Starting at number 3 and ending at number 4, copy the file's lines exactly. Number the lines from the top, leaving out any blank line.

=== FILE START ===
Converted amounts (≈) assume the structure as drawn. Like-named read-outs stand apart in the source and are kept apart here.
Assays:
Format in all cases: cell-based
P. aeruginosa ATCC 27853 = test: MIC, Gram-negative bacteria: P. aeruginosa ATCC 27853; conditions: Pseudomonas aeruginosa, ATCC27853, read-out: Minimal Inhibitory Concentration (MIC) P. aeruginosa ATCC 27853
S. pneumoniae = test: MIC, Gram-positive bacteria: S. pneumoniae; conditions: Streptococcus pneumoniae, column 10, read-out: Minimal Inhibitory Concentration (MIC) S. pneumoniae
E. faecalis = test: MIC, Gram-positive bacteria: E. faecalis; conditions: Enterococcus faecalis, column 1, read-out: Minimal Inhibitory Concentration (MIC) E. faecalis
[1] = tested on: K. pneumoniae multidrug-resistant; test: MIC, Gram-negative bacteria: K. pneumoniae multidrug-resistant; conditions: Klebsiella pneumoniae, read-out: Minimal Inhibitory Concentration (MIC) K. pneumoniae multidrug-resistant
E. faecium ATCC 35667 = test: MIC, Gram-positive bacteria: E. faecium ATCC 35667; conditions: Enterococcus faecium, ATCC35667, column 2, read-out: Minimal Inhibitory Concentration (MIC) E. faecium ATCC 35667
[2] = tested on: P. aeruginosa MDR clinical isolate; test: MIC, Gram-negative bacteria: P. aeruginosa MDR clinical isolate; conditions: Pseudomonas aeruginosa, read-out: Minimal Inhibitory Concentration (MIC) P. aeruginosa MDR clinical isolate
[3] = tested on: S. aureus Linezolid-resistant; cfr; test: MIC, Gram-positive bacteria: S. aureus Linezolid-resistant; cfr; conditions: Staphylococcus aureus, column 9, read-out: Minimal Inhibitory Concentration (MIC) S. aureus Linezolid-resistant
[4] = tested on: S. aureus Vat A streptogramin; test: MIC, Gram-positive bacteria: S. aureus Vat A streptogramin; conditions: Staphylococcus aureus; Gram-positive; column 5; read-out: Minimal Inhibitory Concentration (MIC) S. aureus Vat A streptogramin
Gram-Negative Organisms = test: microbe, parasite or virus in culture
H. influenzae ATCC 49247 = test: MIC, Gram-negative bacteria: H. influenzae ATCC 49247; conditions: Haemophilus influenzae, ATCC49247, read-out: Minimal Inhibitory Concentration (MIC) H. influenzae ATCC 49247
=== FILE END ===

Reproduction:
Format in all cases: cell-based
P. aeruginosa ATCC 27853 = test: MIC, Gram-negative bacteria: P. aeruginosa ATCC 27853; conditions: Pseudomonas aeruginosa, ATCC27853, read-out: Minimal Inhibitory Concentration (MIC) P. aeruginosa ATCC 27853